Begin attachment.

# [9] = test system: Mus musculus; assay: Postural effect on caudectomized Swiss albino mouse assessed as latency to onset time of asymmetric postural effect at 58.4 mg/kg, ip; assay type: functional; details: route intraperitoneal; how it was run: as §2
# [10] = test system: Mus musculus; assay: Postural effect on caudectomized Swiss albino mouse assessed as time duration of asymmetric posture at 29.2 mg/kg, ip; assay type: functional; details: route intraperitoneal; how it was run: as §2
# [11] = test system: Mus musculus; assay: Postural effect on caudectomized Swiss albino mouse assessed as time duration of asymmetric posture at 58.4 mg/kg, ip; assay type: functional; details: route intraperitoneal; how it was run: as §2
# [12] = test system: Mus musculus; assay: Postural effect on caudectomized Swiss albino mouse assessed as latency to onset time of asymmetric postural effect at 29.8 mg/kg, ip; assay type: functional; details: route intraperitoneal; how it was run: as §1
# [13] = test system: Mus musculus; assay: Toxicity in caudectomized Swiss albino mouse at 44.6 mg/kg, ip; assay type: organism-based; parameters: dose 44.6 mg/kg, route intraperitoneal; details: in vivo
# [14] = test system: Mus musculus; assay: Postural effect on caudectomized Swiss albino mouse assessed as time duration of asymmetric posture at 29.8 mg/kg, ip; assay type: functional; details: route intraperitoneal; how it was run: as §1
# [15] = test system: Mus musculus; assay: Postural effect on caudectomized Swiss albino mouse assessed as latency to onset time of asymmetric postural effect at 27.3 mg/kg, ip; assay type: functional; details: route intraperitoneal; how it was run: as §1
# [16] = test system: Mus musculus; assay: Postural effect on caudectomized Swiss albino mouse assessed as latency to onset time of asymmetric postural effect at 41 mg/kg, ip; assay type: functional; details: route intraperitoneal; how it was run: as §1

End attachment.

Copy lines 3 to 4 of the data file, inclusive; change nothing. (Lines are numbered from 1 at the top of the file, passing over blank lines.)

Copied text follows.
# [11] = test system: Mus musculus; assay: Postural effect on caudectomized Swiss albino mouse assessed as time duration of asymmetric posture at 58.4 mg/kg, ip; assay type: functional; details: route intraperitoneal; how it was run: as §2
# [12] = test system: Mus musculus; assay: Postural effect on caudectomized Swiss albino mouse assessed as latency to onset time of asymmetric postural effect at 29.8 mg/kg, ip; assay type: functional; details: route intraperitoneal; how it was run: as §1